Andre Watsts was only 22 when he recored this Brhams Second Cto. with Bernstein, and althoughhe possesses reserves of technique -- one never feels that the thorny keyboard writing overwhelms him -- he hasn't got much to say. There aren't many ideas, and after a while I lost interest, beyond admiring what a young virtuoso can do (I very well remember his TV debut on one of Bernstein's YOung Person's Concerts). Sadly, Watts never grew very much artisticaly. I heard him preform the same concerto in Carnegie Hall last year under Eschenbach with the Philadelphia Orch., and Watts seemed rather faceless then. It's a shame that Bernstein, who always had a deep sympathy for Brahms, didn't find a partner in his HY Phil. years to equal his vivid, imaginative accompaniment.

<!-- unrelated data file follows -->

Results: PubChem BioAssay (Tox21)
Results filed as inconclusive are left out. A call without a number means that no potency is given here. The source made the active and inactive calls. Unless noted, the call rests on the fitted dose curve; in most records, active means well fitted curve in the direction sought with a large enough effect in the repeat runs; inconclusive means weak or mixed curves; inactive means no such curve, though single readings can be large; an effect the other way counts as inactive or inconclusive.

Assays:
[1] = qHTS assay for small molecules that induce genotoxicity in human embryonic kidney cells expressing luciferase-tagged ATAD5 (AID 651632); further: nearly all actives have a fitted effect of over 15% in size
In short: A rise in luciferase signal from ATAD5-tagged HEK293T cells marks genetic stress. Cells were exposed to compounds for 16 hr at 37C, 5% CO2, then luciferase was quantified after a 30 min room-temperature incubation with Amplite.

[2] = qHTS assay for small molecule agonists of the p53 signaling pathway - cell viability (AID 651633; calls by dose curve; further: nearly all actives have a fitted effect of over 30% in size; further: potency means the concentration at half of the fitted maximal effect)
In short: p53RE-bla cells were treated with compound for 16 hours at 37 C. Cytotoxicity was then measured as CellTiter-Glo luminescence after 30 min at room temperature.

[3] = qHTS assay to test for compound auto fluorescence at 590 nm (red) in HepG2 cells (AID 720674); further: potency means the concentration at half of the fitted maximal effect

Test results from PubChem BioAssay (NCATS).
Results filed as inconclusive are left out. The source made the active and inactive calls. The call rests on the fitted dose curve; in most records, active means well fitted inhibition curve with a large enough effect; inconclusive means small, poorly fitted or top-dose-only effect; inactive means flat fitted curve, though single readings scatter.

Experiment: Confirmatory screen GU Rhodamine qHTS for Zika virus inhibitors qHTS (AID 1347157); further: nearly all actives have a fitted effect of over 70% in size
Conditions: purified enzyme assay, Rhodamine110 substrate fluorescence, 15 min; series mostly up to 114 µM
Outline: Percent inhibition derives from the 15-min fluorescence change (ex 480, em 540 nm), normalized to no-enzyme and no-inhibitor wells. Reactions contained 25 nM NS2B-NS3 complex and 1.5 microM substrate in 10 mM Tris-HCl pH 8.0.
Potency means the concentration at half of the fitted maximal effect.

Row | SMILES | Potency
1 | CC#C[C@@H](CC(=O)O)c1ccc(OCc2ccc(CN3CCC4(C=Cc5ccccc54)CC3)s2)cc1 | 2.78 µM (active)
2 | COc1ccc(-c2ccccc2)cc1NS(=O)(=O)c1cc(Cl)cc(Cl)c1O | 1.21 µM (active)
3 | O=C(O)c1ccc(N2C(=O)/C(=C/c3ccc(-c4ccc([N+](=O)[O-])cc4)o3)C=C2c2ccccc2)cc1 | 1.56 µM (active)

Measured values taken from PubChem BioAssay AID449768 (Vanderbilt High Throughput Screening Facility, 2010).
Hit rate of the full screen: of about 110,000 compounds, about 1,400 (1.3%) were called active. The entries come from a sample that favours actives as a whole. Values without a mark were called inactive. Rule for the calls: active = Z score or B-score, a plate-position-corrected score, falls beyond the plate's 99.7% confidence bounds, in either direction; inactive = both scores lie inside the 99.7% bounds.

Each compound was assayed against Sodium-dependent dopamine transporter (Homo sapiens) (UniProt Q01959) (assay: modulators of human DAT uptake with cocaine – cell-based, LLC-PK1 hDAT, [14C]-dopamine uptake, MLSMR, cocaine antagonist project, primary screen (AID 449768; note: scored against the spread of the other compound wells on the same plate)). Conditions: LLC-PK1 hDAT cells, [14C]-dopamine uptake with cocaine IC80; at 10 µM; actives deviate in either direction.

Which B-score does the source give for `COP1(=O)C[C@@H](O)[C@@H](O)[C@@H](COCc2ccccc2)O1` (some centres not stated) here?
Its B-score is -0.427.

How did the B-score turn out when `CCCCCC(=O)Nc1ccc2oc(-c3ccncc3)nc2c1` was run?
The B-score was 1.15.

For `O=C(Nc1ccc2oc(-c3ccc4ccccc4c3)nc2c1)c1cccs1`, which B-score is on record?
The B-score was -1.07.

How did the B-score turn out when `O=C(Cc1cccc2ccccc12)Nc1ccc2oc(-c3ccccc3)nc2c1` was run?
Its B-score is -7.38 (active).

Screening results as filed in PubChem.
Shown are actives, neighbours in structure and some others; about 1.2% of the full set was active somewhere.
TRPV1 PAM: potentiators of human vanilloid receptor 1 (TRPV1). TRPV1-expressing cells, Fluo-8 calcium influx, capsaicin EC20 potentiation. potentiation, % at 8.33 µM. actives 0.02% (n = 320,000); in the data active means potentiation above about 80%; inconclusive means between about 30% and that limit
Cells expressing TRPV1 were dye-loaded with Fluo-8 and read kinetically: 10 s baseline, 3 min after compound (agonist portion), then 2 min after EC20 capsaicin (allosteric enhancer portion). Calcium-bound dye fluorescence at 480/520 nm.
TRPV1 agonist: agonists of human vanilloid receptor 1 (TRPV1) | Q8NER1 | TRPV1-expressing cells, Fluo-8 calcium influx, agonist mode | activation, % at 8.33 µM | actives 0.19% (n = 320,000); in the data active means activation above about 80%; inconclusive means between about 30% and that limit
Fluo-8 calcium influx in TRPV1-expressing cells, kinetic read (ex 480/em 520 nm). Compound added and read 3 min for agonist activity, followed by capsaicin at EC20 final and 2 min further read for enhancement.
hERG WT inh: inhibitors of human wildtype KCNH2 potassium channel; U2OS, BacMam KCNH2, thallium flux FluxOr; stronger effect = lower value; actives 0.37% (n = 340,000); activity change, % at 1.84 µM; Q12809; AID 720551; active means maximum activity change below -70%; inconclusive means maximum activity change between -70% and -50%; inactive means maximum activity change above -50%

On his own LB gives us the Haydn Variations, and it's a breath of fresh air compared to the traditional german approach, which tends to be pompous and even churchy. Bernstein's interpretation is fresh and quick in its pacing, and the usual wide-ranging sonics favored by Columbia's engineers adds to the sweep of the music.